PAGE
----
NI prisons change policy on paramilitary books
The NI Prison Service has made changes to its policy on which books are allowed into its prisons.
The director general ordered a review after it emerged that inmates at Maghaberry Prison were unable to access a book on dissident republicanism.
Ronnie Armour met the book's author, the academic Dr Marisa McGlinchey, to brief her on the new guidelines.
Until this case arose, no books relating to terrorism or paramilitaries were allowed into the jail.
The review found this policy was "not proportionate".
From now on, books will be allowed into the prison "unless they breach specific guidelines which include the promotion of, or support for terrorism/paramilitaries, or overtly promote or encourage the commission of criminal acts".
If there are concerns about a particular book, these will be reviewed by a deputy governor, and if a ban is upheld, there will be an appeals procedure.
The Northern Ireland Prison Service said this was "an in-depth review, which had prompted serious discussions" in the service.
It accepted that the blanket ban was not appropriate, adding that it was a "changing organisation and learning organisation".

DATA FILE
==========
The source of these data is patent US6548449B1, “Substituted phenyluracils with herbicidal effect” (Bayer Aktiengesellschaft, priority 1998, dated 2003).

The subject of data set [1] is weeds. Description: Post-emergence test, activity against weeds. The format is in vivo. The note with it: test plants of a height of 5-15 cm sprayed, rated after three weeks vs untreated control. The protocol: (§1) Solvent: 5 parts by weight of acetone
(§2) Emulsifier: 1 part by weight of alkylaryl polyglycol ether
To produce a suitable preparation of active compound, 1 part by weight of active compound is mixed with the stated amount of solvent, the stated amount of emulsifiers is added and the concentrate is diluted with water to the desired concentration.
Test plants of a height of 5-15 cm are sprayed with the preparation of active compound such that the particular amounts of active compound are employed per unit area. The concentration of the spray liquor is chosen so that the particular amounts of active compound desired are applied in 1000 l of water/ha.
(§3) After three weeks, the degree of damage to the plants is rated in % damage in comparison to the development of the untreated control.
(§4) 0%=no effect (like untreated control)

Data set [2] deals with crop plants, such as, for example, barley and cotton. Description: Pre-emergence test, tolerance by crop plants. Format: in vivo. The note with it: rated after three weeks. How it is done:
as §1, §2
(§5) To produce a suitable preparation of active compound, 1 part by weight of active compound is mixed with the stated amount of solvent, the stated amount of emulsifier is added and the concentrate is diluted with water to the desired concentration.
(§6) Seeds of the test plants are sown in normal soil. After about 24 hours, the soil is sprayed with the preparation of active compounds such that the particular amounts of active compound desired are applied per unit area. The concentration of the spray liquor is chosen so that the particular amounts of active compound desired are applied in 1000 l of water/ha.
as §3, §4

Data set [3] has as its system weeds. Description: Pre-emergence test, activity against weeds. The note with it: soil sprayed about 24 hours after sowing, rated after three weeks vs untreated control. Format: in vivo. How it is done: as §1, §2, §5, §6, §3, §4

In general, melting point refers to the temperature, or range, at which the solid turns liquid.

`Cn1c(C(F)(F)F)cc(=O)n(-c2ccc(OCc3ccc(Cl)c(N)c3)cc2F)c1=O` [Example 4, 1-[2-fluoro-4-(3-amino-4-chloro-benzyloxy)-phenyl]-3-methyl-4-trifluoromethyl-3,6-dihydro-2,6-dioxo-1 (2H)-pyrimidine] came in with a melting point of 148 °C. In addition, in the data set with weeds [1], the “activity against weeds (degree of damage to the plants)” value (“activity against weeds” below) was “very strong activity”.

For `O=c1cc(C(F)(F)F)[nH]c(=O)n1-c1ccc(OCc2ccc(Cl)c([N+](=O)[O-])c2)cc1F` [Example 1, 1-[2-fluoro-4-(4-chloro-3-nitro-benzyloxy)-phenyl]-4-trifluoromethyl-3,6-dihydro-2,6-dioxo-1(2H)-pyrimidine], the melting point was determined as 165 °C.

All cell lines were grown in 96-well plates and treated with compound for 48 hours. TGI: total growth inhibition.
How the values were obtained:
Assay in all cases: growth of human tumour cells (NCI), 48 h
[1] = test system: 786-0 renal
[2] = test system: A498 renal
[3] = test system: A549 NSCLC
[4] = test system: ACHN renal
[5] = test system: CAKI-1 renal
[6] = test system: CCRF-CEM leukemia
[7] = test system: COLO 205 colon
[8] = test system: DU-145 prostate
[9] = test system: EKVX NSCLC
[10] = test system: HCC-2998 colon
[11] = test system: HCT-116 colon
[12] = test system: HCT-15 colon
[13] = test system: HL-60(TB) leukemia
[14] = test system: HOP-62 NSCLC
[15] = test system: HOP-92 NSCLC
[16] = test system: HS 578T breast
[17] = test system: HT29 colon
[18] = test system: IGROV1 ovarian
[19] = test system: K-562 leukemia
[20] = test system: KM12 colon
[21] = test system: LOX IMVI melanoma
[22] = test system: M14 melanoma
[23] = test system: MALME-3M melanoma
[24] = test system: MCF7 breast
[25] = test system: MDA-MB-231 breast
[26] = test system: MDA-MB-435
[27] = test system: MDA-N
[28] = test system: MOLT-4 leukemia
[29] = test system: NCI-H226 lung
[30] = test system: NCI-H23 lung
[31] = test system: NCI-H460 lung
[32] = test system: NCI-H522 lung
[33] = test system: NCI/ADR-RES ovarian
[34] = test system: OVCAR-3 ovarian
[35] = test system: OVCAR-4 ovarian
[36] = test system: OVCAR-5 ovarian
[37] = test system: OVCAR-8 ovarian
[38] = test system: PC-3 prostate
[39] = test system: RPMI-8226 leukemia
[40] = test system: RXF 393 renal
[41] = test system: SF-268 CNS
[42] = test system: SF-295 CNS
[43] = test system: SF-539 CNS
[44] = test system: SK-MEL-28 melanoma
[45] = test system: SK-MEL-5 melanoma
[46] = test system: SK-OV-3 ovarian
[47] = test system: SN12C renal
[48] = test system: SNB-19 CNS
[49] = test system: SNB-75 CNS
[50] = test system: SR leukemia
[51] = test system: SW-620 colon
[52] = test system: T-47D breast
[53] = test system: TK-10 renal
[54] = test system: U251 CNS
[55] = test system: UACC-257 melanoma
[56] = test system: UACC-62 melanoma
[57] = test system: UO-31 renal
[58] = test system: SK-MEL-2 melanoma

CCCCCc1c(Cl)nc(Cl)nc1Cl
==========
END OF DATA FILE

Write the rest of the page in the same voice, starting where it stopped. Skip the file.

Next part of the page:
Constructive and genuine
Dr McGlinchey said Mr Armour had explained to her that the blanket ban on any books about terrorism or paramilitaries had been introduced because the prison service wished to have a neutral environment.
The director general stressed that prison officers were still living with the impact of the Troubles and "ongoing violence", citing the murders of David Black in 2012 and Adrian Ismay in 2016, both by the New IRA.
Dr McGlinchey said she was pleased with the outcome, describing her meeting with Mr Armour as constructive and genuine.
"It was clear that the matter had been taken very seriously," she said.
The Department of Justice said new operating procedures had been put in place following a review into arrangements for providing prisoners with books.
"Books and other reading material will now be permitted unless they overtly promote or encourage the commissioning of criminal acts or otherwise break the law," the department told BBC News NI.
"Decisions will be taken on behalf of the governor of each prison, with a review process available at headquarters."